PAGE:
versión impresa ISSN 0212-1611
Aim: The aim of our study was to evaluate the inadequacy of voluntary energy and nutrient intake on the first day of hospital admission. Patients and methods: A cross-sectional study was carried out in two terciary care hospitals, with a probabilistic sample of 50% of in-patients. Dietary intake was evaluated by a 24-hour dietary recall, and undernutrition was screened through the Nutritional Risk Screening 2002 tool. The overall frequency of inadequate energy and nutrient intake was estimated using Dietary Reference Intakes. Results: Energy and nutrient intakes from 258 patients showed very low values for both men and women. No significant differences were found for energy and nutrient intakes across age groups (< 65 years and ≥ 65 years). When the proportion of study subjects with inadequate nutrient intakes was analysed, a high degree of inadequacy was found. The degree of inadequacy was higher for fibre, niacin, folate, vitamin B12, magnesium and zinc. No significant differences were found for energy and nutrients studied and for intakes below 1/3 of dietary recommendations from nutritionally-at-risk (n = 89) and well nourished (n = 169) patients. Conclusion: Voluntary nutrient and energy intakes in the first 24 hour of hospital admission are highly inadequate. No differences were found between undernourished and well-nourished patients or patients < 65 years and ≥ 65 years.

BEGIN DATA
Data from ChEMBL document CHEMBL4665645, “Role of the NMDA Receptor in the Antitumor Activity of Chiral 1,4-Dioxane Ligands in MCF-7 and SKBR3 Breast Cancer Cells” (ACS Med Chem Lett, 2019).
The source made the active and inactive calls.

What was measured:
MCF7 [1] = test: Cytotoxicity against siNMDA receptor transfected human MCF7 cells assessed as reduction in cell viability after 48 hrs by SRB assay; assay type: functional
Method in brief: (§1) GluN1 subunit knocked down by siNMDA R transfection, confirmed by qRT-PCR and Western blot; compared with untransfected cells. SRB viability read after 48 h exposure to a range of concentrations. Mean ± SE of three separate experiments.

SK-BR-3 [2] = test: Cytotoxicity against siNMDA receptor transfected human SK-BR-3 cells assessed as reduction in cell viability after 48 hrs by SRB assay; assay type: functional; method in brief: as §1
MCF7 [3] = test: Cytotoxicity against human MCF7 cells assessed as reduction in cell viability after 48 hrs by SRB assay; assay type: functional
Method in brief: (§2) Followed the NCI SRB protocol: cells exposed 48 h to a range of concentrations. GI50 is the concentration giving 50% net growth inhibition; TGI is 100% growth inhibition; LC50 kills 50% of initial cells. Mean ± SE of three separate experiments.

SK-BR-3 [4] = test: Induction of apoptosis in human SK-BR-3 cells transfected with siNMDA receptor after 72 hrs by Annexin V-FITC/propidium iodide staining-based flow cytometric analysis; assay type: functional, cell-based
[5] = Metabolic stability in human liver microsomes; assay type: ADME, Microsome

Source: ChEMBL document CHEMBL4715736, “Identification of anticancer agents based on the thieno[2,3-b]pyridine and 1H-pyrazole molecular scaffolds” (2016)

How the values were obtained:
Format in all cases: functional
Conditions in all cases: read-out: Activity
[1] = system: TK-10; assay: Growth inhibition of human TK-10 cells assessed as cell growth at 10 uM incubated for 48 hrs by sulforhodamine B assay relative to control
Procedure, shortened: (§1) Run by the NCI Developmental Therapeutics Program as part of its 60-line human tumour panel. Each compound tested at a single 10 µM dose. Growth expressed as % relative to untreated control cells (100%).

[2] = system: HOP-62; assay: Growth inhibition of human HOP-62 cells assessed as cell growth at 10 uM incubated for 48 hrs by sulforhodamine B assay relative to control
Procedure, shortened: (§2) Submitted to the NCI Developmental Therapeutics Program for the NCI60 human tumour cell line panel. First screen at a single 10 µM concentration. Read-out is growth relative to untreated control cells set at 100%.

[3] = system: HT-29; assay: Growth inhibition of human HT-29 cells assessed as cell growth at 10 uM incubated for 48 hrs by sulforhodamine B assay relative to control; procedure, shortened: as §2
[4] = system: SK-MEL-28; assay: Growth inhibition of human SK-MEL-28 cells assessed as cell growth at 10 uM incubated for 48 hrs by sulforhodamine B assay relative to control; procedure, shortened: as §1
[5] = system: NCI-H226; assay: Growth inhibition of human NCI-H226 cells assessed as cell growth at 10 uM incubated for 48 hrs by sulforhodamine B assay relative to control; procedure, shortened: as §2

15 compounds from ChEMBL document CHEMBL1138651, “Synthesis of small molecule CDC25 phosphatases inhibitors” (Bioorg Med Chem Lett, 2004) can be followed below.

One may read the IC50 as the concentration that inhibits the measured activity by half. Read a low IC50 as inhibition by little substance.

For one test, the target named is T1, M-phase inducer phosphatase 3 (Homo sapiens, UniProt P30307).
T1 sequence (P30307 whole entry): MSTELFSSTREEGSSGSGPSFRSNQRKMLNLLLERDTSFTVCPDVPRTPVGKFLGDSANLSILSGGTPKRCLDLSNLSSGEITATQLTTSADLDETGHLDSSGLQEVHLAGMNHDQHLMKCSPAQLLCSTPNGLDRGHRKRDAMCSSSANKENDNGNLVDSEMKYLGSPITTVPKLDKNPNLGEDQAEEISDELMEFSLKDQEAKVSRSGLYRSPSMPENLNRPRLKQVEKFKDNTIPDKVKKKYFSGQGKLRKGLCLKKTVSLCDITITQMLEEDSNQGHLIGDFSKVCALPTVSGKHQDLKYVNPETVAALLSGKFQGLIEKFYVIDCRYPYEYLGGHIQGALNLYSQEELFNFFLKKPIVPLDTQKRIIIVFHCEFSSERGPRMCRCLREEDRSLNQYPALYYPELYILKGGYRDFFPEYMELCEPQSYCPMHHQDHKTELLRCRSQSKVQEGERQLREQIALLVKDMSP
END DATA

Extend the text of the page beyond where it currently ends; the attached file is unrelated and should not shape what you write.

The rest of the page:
Palabras clave : Disease-related malnutrition; Inadequate nutrient intake; Estimated average requirements; Hospital food; Dietary reference intakes.